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DESPERATE ATTACK ON A .1PARIS…

AN AMERICAN DYNAMITE I SOCIETY.…

MR MUNDELLA AND HIS POLITICAL…

FATAL FIRE AT BERWICK. I

THE TIPPERARY ELECTION. I

THE PENISTONE ACCIDENT. I

RAID aNA Duell TAINMENT. ENTER-I

IPRINCE ALBERT VICTOR'S 21st…

-GREAT FARM-YARD FIRE NEAR…

MR MUNDELLA? M P i ON FREE…

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The Earthquakes in Spain I

The Nile Expedition.

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The Nile Expedition. RETURN OF GEN. STEWART. Reports of the Prisoners. The special correspondent of the Standard gives the following interesting description of General Stewart's return At one o'clock, on Monday, a dust was seen rising in the distance, and the camels of General Stewart's column presently loomed out of the mirage on the horizon of the desert in strange distorted forms. By two o'clock all were safely in camp. Only twenty camels had been abandoned since starting upon their march, but the rest are extremely fatigued after their long journey, and the start of the main column will have to be postponed a little, as the animals will rfequiie several days' rest before they will be in a fit condi- tion to start off again with their heavy loads for a ninety-mile march without water. i.ord Wolseley rode out five or six miles to meet the returning column, and warmly complimented breneral otewart on his reaIlv fine ftchievemprif: TH3 STATE OF THE WELLS. n_ I A detachment of mounted infantry, under Captain Featherstone, were left behind at the Hambok Wells, to prevent their disturbance by any small party of hostile natives. The wells are mere holes in which the water gathers it is drawn out at the rate of about a gallon a minute. The party will enlarge the holes, and endeavour to accumulate a good supply by the time the mam column arrives there. It is unfortunate that we have not with us any of the little Norton pumps which were used so successfully in Abys- sinia. Half a dozen of them would be invalu- able tor this desert march. Fortunately, how- ever, we have plenty of camels to carry a water supply for the Sussex Regiment, and, as has been proved, the animals are capable of doing the Journey to Gakdul without water, consequently a supply at the intermediate halting place is a matter of coiivenienct3 rather than of necessity. It is now, in fact, satisfactorily setttled that the desert is perfectly passable by a mixed force like that which will advance in a few days across it. THE CAPTURED REBELS. I Otte ot the prisoners captured by the hussars is a notorious robber chief. He remains in custody with Major Kitchener at Gakdul. His wife was also captured. The man will be a most useful acquisition to the Intelligence De- partment, as he knows every path and track across the desert, with the wells, places where there is grazing for the camels, and other parti. culars. He is also said to know a good deal about the following of the Mahdi. The other prisoners taken at the saule time, at once, when they found that they were surrounded and escape impossible, took off the Mahdi's uniform and spat upon it to show that they only wore it on compulsion. They said that they would never have joined thoMahdi had they known that the English were so near. This, of course, need not be implicitly believed, and had they come upon a solitary scout instead of a party of cavalry they Would probably not have been so lukewarm in the Mahdi's cause. THEIR REPORTS AS TO GORDON. I The arrival of the prisoners with General Stewart produced quite an excitement among the natives in camp, and the news that some of tht Mahdi's followers have already been captured by us will rapidly circulate through the country, and will shake the faith of those who believe that his troops am invincible. Unfortunately, also, the news of our oocupatiott of Gakdul, and of the march of Stewart's column, will likewise sprdad fast, and the enemy at Metemneh will be made aware of our coming long before We get within striking distance. The prisoners assert that as lately as a fortnight ago Cvenomi Gordon's steamers went down the river in the direc- tion of Berber, and returned with supplies to Khartoum. This is most important, as, unless something intervenes before we preach Metemneh, we shall on our arrival there be able to open communications at once with General Gordon by means of hi6 steamers, and send him a reinforcement of troops should he require it. The prisoners admit that the whole of the population to the south are now favourable to the Mahdi. ARRIVAL O? THB NAVAJ. BRIGADE. I The NAval Brigade arrived on Tuesday. Their boats all came up together in magnificent order. The men are in nigb health and spirits, and have made the journey from Sarras in 27 days. They will set to at once to prepare for the march across the desert. It is intended that, upon arrival at Metemneh, they shall man General Gordon's steamers. Boats with troops continue to arrive steadily every day.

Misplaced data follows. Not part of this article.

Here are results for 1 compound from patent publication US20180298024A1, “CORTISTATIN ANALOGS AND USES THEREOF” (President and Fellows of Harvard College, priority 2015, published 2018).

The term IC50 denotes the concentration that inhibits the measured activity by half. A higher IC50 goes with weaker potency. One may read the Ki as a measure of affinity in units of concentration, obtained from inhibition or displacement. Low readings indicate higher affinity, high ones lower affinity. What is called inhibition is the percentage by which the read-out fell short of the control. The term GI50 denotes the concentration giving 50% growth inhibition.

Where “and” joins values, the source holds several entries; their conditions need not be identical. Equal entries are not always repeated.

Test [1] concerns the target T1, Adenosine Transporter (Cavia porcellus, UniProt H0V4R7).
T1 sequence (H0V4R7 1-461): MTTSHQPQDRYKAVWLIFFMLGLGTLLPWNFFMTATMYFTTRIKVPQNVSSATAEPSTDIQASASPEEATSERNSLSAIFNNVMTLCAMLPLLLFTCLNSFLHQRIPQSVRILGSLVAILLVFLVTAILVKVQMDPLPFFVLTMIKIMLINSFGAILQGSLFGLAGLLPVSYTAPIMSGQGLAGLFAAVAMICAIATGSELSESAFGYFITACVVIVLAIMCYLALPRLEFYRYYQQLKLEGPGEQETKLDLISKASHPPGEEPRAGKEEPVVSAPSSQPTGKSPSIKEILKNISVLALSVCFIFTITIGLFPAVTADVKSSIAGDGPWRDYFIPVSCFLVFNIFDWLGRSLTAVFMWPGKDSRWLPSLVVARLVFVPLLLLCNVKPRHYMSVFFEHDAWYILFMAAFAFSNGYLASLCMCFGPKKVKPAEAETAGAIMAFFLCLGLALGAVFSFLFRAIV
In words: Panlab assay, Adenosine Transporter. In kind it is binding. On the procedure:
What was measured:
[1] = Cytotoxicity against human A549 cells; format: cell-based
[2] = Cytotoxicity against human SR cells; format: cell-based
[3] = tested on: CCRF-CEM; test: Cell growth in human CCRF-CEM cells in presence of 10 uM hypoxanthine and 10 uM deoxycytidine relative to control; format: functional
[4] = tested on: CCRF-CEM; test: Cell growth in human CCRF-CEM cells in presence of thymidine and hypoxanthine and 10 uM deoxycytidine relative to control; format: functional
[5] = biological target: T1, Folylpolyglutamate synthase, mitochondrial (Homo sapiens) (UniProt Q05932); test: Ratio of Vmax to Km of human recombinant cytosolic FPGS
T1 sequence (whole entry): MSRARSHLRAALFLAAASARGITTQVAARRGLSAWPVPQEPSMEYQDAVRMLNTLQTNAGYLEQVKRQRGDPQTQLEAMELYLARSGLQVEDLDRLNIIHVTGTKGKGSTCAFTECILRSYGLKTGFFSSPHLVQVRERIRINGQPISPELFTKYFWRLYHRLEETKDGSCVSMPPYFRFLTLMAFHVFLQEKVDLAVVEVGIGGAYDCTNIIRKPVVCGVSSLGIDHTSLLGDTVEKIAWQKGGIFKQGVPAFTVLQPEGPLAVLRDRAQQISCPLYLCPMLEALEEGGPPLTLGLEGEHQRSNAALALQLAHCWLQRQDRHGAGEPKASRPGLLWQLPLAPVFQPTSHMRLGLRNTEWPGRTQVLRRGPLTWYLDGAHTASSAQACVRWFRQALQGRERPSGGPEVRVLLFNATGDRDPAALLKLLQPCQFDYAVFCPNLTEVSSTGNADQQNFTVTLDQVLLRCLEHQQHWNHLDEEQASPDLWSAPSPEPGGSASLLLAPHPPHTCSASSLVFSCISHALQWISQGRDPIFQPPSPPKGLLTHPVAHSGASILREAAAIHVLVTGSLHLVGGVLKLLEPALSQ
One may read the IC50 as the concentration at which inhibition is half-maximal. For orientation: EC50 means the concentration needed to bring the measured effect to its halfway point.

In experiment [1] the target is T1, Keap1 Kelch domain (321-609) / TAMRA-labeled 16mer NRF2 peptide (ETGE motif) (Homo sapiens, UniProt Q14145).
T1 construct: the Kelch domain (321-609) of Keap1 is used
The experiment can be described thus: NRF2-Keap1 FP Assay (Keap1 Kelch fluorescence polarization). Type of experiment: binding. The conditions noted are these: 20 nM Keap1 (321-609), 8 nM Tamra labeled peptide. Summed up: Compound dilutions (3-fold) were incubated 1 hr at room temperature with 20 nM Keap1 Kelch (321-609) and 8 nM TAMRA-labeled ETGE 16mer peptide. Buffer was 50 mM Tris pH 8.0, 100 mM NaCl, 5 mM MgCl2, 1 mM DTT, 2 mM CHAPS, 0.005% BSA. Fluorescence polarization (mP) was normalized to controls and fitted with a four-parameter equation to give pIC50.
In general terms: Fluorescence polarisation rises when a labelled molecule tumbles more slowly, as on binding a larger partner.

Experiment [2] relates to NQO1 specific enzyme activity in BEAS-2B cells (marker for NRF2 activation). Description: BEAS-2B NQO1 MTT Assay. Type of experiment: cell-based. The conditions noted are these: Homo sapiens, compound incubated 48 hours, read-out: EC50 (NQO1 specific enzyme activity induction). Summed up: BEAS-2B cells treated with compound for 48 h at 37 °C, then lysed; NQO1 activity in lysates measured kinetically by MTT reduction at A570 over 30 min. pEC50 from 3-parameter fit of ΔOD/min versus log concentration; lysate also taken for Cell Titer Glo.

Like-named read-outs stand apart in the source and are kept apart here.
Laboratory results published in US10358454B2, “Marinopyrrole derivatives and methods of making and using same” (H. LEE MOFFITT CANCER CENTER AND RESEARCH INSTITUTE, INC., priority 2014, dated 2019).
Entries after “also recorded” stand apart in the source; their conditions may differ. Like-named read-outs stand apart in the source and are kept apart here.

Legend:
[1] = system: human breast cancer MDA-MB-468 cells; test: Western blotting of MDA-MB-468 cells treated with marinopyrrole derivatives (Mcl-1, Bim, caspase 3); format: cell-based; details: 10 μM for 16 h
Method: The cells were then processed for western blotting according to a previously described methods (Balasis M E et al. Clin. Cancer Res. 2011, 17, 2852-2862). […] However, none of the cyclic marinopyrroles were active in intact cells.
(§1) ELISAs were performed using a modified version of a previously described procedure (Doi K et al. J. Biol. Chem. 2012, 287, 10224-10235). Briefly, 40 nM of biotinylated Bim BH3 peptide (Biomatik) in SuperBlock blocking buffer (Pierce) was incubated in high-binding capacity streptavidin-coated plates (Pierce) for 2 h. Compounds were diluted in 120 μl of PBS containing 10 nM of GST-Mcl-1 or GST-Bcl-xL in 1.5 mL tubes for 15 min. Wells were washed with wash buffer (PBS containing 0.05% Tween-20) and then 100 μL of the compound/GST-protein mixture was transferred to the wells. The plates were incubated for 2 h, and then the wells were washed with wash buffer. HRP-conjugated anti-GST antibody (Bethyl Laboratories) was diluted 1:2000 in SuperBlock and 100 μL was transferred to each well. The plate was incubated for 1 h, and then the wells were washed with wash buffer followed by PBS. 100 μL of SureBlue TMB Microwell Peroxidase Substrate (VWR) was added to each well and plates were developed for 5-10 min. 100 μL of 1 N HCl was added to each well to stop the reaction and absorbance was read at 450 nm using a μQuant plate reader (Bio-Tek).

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-MONEY MARKET.I

ITO-DAY'S MARKETS. .

iTO-DAY'S SHIPPING. I -.i

GLAMORGANSHIRE QUARTER SESSIONS.…

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SPORTING ITEMS. t

I THE WOOLWICH MURDER.

I THE LATE MR W. C. LUARD.

! WELSH DISESTABLISHMENT.

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CARDIFF SCIENCE AND ART I…

-_._-THE REPRESENTATION OF…

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